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Reviewed by: Pat Torfe

Directed by: Joe Quesada

Nicholette Reed
Stephanie K. Thomas
Geoff Boothby
Andy MacKenzie

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What's it about

Picking up in the aftermath of the shape shifting Skrulls Secret Invasion, Jessica Drew aka Spider-Woman has been struggling to find herself after having been replaced by the Skrull Queen Veranke. Jessica is contacted by S.W.O.R.D. representative Abigail Brand. S.W.O.R.D. is a secret agency that deals with the current 32 alien races living on earth. Abigail seeks out Jessica with a view to having her join S.W.O.R.D. to help in tackling a new Skrull invasion. With Jessica desperate for a chance to have her revenge against the Skrull, she quickly takes up the offer. As the story continues, Jessica encounters the criminal organization HYDRA, as well as other Skrulls who are currently tracking Jessica herself. All of this leads up to her final encounter with Jessica's assigned Skrull target.

Is it good movie?

I think that I've had my fill of motion comics. Yes, they're a unique way to present a story, and yes, it allows for development of characters that would be impossible on the printed page through the proper voice actor. So what? To me, the animation style of some motion comic films is a mish-mash of creepy After Effects morphing that's just too bizarre for some people to take seriously. Then you get into the problem of voice actors who don't really fit with the character and so on. Anyways, another of Marvel Comics' forays into the motion comic arena comes in the form of one of their Marvel Knights properties in Spider-Woman. Armed with a great artist in Alex Maleev and writer Brian Michael Bendis, the film sure looks nice, but has a couple of underlying issues.

First off, it's nice to see Marvel putting the focus on a character that hasn't been given a lot of attention over the years. Spider-Woman has been around for a long time in one incarnation or another, yet kind of fell out of favour. But like Luke Cage aka Powerman, Jessica Drew's been given a second lease on life in the Marvel universe, which is great to see. I mean, you can only see so much of the mainstays before things get kind of blah.

I have to give credit to Maleev and his gorgeous art style. Wonderfully detailed and matching the grittiness of the Marvel Knights line of comics, Marvel probably did the right thing in not having as much 'motion' in this motion comic as you'd expect. It's kind of nice, though unfortunately the gorgeous art can't distract from the film's main problem: words.

The problems with the film boil down to the fact that it's wordy. Very wordy. Like, my early reviews wordy. Bendis' writing for this film involves a lot of them. As such, it get very boring to watch characters talk ad nauseum, compounded by the static shots of them sitting together or a single person staring at something. It would be different if there was more 'motion' to this motion comic, but unfortunately that's not the case. Also, if you're not a fan of the comics or had followed the previous storyline leading up to the film, you'll be lost as to what's going on. Both of these problems come to a head when you realize that the narration for the film is pretty much scatterbrained. The first part of the film serves as establishing what's been going on, but even then it takes its sweet time going, and if you're not a fan of Spider-Woman, you'll still be partly in the dark as to what's going on.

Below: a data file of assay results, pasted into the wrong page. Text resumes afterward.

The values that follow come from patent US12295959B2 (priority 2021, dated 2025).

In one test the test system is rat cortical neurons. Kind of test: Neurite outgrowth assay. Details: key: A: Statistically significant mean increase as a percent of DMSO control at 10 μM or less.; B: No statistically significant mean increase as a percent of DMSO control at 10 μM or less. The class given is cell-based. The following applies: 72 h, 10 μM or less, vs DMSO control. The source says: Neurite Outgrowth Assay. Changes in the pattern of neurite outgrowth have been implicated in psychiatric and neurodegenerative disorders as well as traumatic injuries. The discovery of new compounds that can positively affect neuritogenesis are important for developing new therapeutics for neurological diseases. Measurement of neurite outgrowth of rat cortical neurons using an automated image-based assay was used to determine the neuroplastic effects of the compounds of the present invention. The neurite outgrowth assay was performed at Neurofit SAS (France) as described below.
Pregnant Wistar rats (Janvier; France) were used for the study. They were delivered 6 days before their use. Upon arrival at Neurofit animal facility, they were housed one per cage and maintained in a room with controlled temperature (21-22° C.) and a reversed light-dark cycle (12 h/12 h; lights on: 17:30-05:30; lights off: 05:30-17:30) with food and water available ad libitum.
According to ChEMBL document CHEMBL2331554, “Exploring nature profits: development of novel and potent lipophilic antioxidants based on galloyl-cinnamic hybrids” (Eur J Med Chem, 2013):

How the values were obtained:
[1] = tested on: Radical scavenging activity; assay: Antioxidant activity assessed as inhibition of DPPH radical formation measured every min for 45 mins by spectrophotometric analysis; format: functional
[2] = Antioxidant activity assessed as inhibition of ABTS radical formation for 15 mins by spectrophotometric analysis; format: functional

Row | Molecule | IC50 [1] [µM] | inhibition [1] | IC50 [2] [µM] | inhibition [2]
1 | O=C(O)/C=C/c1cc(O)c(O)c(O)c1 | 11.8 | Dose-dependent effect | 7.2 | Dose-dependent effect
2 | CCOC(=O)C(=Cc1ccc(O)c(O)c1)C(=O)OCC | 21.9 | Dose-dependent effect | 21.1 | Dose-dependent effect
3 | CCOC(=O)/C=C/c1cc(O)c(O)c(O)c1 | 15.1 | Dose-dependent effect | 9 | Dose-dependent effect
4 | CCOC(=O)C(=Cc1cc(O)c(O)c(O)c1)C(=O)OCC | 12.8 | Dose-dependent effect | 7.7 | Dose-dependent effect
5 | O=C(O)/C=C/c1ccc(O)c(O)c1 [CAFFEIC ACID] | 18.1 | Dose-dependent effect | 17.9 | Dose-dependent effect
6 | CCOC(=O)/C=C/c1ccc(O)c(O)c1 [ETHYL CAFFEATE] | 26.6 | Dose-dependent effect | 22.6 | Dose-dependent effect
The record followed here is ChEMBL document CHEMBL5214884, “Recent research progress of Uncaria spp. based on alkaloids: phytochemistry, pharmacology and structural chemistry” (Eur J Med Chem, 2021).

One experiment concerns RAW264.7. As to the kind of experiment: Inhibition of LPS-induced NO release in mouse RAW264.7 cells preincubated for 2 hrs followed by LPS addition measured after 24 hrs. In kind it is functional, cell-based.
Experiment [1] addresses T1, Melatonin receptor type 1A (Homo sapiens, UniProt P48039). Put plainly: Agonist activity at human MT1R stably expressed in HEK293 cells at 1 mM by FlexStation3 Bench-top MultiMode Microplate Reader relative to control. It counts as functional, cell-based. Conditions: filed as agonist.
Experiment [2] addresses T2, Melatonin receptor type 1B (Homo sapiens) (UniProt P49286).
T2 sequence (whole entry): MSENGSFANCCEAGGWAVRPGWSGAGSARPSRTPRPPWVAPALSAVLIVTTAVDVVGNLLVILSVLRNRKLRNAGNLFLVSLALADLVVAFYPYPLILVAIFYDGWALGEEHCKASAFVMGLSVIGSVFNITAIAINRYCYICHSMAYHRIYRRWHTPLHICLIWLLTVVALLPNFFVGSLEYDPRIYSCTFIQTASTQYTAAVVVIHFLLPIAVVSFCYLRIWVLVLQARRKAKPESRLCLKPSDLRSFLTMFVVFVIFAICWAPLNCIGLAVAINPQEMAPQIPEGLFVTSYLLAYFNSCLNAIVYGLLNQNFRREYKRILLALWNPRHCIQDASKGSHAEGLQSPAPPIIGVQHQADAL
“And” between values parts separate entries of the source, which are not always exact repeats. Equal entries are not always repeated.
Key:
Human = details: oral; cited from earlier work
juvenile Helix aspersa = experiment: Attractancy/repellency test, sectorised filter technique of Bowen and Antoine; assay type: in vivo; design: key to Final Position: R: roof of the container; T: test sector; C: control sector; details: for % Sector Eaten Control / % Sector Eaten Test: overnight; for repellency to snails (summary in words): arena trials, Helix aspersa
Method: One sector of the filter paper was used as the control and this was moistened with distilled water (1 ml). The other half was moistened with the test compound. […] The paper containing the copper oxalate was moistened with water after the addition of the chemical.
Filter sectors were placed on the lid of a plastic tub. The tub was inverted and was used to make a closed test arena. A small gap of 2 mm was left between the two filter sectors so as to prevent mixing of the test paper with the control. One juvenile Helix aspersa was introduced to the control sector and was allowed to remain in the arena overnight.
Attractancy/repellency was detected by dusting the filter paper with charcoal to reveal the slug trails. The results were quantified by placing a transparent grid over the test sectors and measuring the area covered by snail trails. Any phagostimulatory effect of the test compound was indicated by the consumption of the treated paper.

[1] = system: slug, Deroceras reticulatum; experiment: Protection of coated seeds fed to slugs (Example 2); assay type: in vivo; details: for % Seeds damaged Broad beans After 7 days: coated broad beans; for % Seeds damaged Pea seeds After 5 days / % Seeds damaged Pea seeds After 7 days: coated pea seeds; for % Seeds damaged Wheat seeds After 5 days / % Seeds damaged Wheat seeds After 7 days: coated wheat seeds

So, does SPIDER-WOMAN: AGENT OF S.W.O.R.D. deserve your attention? Well, if you're a fan of the comic and are a regular follower of the Marvel universe, you'll probably get more out of this film than the rest of us. This motion comic, while beautifully detailed by Alex Maleev, is bogged down by chunky writing that threatens to bog things down on one hand, and leaves newcomers scrambling to figure out just what's happening on the other.

Video / Audio

Video: The 1.78:1 anamorphic widescreen keeps Alex Maleev's beautiful artwork from the comic looking good, with few instances of compression. There's not a heck of a lot you can do to screw up a motion comic's transfer, really. Colors are nice and saturated, and the art is sharp. There's a little noise in the picture throughout, but it's not distracting in the least.

Audio: The Dolby Digital 2.0 Stereo track does its job, providing distortion-free voicework with good support for the score and sound effects.

The Extras

The main extra is the behind-the-scenes featurette Behind the Scenes of Marvel Knights. At 5 minutes in length, you're not going to get much more than a glancing insight into how Marvel puts together its motion comics. Joe Quesada haters, beware. The editor-in-chief of Marvel Comics is here to offer his two cents about the process.

Following that is Visual History of Spider-Woman, which amounts to nine pages of comic book panels with captions. You'll probably want to watch this one on your laptop, since the text is so damn small.

Also included is an Alex Maleev artist gallery with eight screens of pinups that all kind of looked the same.

Rounding things out are a couple of trailers and a music video. Why? Why not?

Last Call

Beautiful art that unfortunately has to contend with mountains of dialogue, AGENT OF S.W.O.R.D. is best reserved for those who've already been following the comic book and previous story lines than the casual or new fans. The extras are a bit on the pithy side, but do offer a bit of insight into how Marvel does things with these motion comics.

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